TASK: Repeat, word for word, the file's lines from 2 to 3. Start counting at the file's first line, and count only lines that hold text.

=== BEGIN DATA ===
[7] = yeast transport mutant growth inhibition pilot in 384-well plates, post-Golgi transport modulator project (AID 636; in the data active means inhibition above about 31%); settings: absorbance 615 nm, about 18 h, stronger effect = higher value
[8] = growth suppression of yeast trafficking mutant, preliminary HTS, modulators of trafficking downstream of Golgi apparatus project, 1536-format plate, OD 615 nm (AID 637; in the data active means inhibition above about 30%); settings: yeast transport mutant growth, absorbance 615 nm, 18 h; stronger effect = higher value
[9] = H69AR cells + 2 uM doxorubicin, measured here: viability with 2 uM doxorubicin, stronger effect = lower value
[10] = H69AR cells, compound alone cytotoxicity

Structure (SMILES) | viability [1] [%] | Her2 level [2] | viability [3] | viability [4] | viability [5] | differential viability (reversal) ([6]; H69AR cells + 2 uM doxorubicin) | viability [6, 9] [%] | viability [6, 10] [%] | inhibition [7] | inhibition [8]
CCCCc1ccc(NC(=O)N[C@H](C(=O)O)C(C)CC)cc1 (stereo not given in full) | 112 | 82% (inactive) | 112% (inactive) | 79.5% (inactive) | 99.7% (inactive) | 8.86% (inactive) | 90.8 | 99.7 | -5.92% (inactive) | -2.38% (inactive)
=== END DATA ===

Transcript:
[8] = growth suppression of yeast trafficking mutant, preliminary HTS, modulators of trafficking downstream of Golgi apparatus project, 1536-format plate, OD 615 nm (AID 637; in the data active means inhibition above about 30%); settings: yeast transport mutant growth, absorbance 615 nm, 18 h; stronger effect = higher value
[9] = H69AR cells + 2 uM doxorubicin, measured here: viability with 2 uM doxorubicin, stronger effect = lower value